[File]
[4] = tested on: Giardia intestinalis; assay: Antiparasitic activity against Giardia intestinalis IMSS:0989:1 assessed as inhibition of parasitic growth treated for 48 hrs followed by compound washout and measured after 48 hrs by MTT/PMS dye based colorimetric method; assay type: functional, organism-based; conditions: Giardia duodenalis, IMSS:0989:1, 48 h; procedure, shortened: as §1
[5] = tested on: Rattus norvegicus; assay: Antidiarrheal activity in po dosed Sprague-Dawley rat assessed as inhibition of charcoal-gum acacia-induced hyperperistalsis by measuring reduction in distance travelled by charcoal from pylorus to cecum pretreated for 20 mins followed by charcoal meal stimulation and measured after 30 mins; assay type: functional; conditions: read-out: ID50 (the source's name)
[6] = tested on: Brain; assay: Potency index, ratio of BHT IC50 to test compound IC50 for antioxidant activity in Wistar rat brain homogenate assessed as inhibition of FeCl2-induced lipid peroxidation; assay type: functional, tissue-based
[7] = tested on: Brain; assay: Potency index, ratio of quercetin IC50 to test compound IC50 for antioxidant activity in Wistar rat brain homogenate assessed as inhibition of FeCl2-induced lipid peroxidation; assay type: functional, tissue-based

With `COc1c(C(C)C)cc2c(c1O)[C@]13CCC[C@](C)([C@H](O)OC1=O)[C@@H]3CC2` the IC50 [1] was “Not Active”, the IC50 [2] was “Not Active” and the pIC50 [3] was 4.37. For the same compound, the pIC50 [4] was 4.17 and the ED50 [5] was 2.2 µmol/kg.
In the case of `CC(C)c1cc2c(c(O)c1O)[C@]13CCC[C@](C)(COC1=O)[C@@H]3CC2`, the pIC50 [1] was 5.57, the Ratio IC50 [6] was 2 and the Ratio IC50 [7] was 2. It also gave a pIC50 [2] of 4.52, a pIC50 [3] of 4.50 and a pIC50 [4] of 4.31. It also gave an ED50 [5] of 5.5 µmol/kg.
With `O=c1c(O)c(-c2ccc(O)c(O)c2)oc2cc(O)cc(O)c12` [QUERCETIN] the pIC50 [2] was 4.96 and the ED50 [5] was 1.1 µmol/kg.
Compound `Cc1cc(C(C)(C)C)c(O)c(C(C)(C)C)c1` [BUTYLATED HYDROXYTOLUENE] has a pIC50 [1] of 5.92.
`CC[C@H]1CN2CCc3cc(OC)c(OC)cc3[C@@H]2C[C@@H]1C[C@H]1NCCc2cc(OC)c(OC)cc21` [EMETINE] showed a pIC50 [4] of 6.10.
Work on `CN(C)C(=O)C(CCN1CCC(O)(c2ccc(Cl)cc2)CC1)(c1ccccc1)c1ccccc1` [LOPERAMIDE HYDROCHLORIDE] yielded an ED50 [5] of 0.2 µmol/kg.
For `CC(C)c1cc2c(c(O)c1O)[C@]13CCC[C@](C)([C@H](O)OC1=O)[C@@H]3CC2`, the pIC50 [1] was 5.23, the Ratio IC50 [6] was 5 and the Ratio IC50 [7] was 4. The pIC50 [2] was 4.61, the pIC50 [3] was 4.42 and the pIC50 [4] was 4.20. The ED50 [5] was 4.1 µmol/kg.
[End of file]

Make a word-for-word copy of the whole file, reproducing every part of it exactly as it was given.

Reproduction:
[4] = tested on: Giardia intestinalis; assay: Antiparasitic activity against Giardia intestinalis IMSS:0989:1 assessed as inhibition of parasitic growth treated for 48 hrs followed by compound washout and measured after 48 hrs by MTT/PMS dye based colorimetric method; assay type: functional, organism-based; conditions: Giardia duodenalis, IMSS:0989:1, 48 h; procedure, shortened: as §1
[5] = tested on: Rattus norvegicus; assay: Antidiarrheal activity in po dosed Sprague-Dawley rat assessed as inhibition of charcoal-gum acacia-induced hyperperistalsis by measuring reduction in distance travelled by charcoal from pylorus to cecum pretreated for 20 mins followed by charcoal meal stimulation and measured after 30 mins; assay type: functional; conditions: read-out: ID50 (the source's name)
[6] = tested on: Brain; assay: Potency index, ratio of BHT IC50 to test compound IC50 for antioxidant activity in Wistar rat brain homogenate assessed as inhibition of FeCl2-induced lipid peroxidation; assay type: functional, tissue-based
[7] = tested on: Brain; assay: Potency index, ratio of quercetin IC50 to test compound IC50 for antioxidant activity in Wistar rat brain homogenate assessed as inhibition of FeCl2-induced lipid peroxidation; assay type: functional, tissue-based

With `COc1c(C(C)C)cc2c(c1O)[C@]13CCC[C@](C)([C@H](O)OC1=O)[C@@H]3CC2` the IC50 [1] was “Not Active”, the IC50 [2] was “Not Active” and the pIC50 [3] was 4.37. For the same compound, the pIC50 [4] was 4.17 and the ED50 [5] was 2.2 µmol/kg.
In the case of `CC(C)c1cc2c(c(O)c1O)[C@]13CCC[C@](C)(COC1=O)[C@@H]3CC2`, the pIC50 [1] was 5.57, the Ratio IC50 [6] was 2 and the Ratio IC50 [7] was 2. It also gave a pIC50 [2] of 4.52, a pIC50 [3] of 4.50 and a pIC50 [4] of 4.31. It also gave an ED50 [5] of 5.5 µmol/kg.
With `O=c1c(O)c(-c2ccc(O)c(O)c2)oc2cc(O)cc(O)c12` [QUERCETIN] the pIC50 [2] was 4.96 and the ED50 [5] was 1.1 µmol/kg.
Compound `Cc1cc(C(C)(C)C)c(O)c(C(C)(C)C)c1` [BUTYLATED HYDROXYTOLUENE] has a pIC50 [1] of 5.92.
`CC[C@H]1CN2CCc3cc(OC)c(OC)cc3[C@@H]2C[C@@H]1C[C@H]1NCCc2cc(OC)c(OC)cc21` [EMETINE] showed a pIC50 [4] of 6.10.
Work on `CN(C)C(=O)C(CCN1CCC(O)(c2ccc(Cl)cc2)CC1)(c1ccccc1)c1ccccc1` [LOPERAMIDE HYDROCHLORIDE] yielded an ED50 [5] of 0.2 µmol/kg.
For `CC(C)c1cc2c(c(O)c1O)[C@]13CCC[C@](C)([C@H](O)OC1=O)[C@@H]3CC2`, the pIC50 [1] was 5.23, the Ratio IC50 [6] was 5 and the Ratio IC50 [7] was 4. The pIC50 [2] was 4.61, the pIC50 [3] was 4.42 and the pIC50 [4] was 4.20. The ED50 [5] was 4.1 µmol/kg.